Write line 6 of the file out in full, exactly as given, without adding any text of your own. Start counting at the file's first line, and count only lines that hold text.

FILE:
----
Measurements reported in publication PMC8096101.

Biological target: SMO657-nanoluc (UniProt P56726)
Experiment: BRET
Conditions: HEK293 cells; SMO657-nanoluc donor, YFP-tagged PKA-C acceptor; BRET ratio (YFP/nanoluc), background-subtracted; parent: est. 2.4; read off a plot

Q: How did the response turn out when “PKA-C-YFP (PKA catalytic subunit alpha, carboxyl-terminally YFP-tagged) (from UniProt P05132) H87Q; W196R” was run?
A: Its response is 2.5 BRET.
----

A: Its response is 2.5 BRET.